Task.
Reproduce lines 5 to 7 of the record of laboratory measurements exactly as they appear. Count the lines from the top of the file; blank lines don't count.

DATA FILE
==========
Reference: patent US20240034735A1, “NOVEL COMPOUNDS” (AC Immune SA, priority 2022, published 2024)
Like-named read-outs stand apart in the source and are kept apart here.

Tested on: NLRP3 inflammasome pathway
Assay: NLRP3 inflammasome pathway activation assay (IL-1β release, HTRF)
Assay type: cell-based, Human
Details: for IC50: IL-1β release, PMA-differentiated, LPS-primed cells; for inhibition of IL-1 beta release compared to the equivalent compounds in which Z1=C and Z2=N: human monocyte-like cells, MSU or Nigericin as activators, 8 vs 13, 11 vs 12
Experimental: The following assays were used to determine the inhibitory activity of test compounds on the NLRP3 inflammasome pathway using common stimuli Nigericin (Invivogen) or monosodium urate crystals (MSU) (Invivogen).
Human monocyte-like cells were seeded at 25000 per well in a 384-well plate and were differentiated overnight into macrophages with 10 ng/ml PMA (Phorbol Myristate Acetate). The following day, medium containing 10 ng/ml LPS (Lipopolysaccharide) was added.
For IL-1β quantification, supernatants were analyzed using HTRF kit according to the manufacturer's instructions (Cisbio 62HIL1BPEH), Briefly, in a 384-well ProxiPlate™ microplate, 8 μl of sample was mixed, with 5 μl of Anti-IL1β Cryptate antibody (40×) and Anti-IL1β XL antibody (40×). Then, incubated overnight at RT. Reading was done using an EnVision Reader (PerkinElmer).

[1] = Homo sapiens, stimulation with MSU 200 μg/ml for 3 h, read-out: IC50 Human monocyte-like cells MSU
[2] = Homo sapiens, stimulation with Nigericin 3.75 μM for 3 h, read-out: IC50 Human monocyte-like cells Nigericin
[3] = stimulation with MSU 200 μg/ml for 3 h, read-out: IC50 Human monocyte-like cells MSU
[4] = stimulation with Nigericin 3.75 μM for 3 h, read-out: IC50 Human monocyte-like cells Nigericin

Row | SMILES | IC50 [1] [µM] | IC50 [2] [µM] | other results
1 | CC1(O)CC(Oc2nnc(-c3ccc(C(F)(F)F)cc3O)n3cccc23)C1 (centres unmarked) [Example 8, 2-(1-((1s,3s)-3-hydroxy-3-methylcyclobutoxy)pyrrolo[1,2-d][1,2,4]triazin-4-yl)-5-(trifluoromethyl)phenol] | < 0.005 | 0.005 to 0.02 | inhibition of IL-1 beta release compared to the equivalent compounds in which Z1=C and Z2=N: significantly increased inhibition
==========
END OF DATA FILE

Assay type: cell-based, Human
Details: for IC50: IL-1β release, PMA-differentiated, LPS-primed cells; for inhibition of IL-1 beta release compared to the equivalent compounds in which Z1=C and Z2=N: human monocyte-like cells, MSU or Nigericin as activators, 8 vs 13, 11 vs 12
Experimental: The following assays were used to determine the inhibitory activity of test compounds on the NLRP3 inflammasome pathway using common stimuli Nigericin (Invivogen) or monosodium urate crystals (MSU) (Invivogen).